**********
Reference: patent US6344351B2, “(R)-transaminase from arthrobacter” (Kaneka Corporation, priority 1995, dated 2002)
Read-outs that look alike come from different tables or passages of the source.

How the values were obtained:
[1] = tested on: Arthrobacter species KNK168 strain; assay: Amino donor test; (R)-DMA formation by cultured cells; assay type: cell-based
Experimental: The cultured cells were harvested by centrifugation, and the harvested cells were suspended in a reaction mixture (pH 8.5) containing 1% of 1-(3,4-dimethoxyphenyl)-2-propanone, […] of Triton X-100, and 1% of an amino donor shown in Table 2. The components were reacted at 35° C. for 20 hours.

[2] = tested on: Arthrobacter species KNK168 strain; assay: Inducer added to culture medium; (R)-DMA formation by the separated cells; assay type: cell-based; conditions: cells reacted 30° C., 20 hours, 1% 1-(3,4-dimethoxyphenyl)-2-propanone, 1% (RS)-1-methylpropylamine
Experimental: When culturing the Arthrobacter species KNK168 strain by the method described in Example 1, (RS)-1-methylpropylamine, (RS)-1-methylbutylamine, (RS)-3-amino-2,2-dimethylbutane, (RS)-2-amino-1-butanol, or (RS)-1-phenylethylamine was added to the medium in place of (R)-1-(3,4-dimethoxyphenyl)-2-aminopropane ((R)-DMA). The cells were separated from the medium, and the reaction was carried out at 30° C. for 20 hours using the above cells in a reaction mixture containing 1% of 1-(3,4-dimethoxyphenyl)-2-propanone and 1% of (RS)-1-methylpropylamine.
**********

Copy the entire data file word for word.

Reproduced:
Reference: patent US6344351B2, “(R)-transaminase from arthrobacter” (Kaneka Corporation, priority 1995, dated 2002)
Read-outs that look alike come from different tables or passages of the source.

How the values were obtained:
[1] = tested on: Arthrobacter species KNK168 strain; assay: Amino donor test; (R)-DMA formation by cultured cells; assay type: cell-based
Experimental: The cultured cells were harvested by centrifugation, and the harvested cells were suspended in a reaction mixture (pH 8.5) containing 1% of 1-(3,4-dimethoxyphenyl)-2-propanone, […] of Triton X-100, and 1% of an amino donor shown in Table 2. The components were reacted at 35° C. for 20 hours.

[2] = tested on: Arthrobacter species KNK168 strain; assay: Inducer added to culture medium; (R)-DMA formation by the separated cells; assay type: cell-based; conditions: cells reacted 30° C., 20 hours, 1% 1-(3,4-dimethoxyphenyl)-2-propanone, 1% (RS)-1-methylpropylamine
Experimental: When culturing the Arthrobacter species KNK168 strain by the method described in Example 1, (RS)-1-methylpropylamine, (RS)-1-methylbutylamine, (RS)-3-amino-2,2-dimethylbutane, (RS)-2-amino-1-butanol, or (RS)-1-phenylethylamine was added to the medium in place of (R)-1-(3,4-dimethoxyphenyl)-2-aminopropane ((R)-DMA). The cells were separated from the medium, and the reaction was carried out at 30° C. for 20 hours using the above cells in a reaction mixture containing 1% of 1-(3,4-dimethoxyphenyl)-2-propanone and 1% of (RS)-1-methylpropylamine.